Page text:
Gout is a kind of arthritis in which crystals of sodium urate produced by your body forms inside joints. You may suffer attacks of sudden burning pain, swelling and stiffness in a joint, and these attacks can happen over and over unless gout is treated. Left unattended over time, gout attacks can harm your joints, tendons, and other tissues. Gout is most common in men, and the joint usually affected is usually a big toe.
Gout is caused by too much uric acid in the blood. Having too much uric acid is not generally harmful, but when uric acid levels in the blood are too high, the uric acid may form hard crystals in your joints.
- Medications which affect kidney function
- Low-dose aspirin can raise your blood uric acid levels
- Obesity, hypertension (high blood pressure), diabetes and hyperlipidaemia (high blood fats)
- Alcohol consumption
- Joint injury, surgical stress, acute medical illness
- Fad diets, fasting, and dehydration
- Body temperature (gout tends to form in colder body parts)
Foods that are high in a substance called purines can raise the uric acid level in your blood – this includes seafood like sardines, mussels, anchovies, and salmon; organ meats like liver; and even some vegetables such as spinach. Eating just one of these foods or several of them together, can cause a gout flare.
Alcohol such as spirits and beer carry a double risk: they can raise the uric acid level in the blood and can make you dehydrated – both common gout triggers.
A common sign of gout is an attack of swelling, redness, tenderness, and sharp pain in your big toe at night, but you can also suffer a gout attack in your foot, ankle, or knee. The attacks can last a few days or many weeks before the pain goes away. Another attack may not happen for months or years.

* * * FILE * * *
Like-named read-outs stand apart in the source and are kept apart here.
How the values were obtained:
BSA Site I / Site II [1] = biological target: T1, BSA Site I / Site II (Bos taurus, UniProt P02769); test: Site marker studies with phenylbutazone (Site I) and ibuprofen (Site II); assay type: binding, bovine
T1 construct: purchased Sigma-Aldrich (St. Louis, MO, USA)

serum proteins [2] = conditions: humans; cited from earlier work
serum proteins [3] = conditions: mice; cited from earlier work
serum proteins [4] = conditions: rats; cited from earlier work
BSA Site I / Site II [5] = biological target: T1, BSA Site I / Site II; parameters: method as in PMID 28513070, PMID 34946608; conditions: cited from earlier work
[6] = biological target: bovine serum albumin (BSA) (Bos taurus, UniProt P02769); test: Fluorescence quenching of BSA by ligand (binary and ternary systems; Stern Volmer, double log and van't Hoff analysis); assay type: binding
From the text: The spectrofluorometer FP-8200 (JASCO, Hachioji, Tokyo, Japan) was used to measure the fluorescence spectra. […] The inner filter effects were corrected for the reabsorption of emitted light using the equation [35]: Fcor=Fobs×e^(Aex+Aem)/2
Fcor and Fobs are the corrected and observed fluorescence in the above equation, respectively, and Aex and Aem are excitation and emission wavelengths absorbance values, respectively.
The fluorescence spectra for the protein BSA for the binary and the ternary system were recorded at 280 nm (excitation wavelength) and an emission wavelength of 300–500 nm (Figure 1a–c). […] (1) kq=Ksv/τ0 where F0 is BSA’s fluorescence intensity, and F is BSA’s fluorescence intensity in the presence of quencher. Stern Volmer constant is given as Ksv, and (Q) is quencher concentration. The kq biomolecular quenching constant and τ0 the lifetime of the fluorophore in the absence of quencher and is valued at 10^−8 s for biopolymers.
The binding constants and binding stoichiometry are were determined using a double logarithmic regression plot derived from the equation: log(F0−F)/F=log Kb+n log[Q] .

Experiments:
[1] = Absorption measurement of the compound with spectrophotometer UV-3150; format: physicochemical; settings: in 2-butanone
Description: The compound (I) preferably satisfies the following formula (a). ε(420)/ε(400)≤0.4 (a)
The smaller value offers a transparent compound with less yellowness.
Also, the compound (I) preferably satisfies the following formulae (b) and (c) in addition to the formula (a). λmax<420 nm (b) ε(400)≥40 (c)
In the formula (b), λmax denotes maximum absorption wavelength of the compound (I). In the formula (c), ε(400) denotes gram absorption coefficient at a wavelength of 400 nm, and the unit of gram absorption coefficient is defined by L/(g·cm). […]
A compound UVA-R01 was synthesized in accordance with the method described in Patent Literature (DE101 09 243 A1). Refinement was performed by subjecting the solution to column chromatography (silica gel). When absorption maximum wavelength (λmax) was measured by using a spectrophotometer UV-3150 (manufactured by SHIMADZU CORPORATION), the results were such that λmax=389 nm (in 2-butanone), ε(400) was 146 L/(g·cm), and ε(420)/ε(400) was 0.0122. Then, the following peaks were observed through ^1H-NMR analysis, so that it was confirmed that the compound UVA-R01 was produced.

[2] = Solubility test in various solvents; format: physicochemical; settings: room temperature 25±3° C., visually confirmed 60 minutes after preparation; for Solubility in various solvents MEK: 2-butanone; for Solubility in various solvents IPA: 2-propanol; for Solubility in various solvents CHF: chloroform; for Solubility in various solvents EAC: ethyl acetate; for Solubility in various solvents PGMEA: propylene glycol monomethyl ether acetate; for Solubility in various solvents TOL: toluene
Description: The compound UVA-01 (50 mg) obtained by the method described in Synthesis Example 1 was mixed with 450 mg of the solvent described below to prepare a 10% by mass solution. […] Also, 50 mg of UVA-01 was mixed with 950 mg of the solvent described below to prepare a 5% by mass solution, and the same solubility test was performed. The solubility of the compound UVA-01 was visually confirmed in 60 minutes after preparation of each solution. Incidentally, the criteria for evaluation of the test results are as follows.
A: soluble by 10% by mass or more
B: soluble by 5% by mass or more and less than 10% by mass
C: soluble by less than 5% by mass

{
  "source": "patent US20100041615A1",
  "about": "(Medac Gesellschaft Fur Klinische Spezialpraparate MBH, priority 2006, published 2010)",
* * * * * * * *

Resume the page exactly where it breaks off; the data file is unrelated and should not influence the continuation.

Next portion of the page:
If you are experiencing gout symptoms, see your doctor – even if you aren’t in pain right now. It’s important to discuss treatment and lifestyle changes as uric acid build-up can still harm your joints.
Tests and examinations
For people with an acutely swollen, red, painful big toe, where it is often hard to obtain joint fluid, a diagnosis can be made by the presence of a high blood uric acid level, but the only certain way to diagnose gout is to have a joint fluid analysis (arthrocentesis) test to see whether uric acid crystals are present.
The following examinations and tests help to diagnose gout:
- Medical history and physical examination
- Test to measure levels of uric acid in urine
- Test to measure levels of uric acid in blood
While X-rays of hands and feet can be useful in the late stages of the disease, X-rays are not usually helpful in the early diagnosis of gout. When gout is in a late stage nodules, or even worn away or eroded areas of bone near joints may be seen. The pain of gout often causes people to seek medical attention before any long-term changes can be seen on an X-ray. But X-rays may help to rule out other causes of arthritis.
Initial treatment goals for gout are rapid pain relief and prevention of future gout attacks and long-term complications, such as joint destruction and kidney damage. Treatment includes medication and lifestyle changes to prevent future attacks.
To reduce the swelling, redness and pain of affected joints in a gout attack:
- Rest the affected joint.
- Take medication prescribed by your doctor.
To prevent recurrent attacks:
Take a medicine that reduces uric acid levels in the blood, which reduces the risk of future attacks.
Take steps to reduce the risk of future attacks, such as controlling your weight, limiting your alcohol intake, as well as meat and seafood, and following a moderate exercise programme.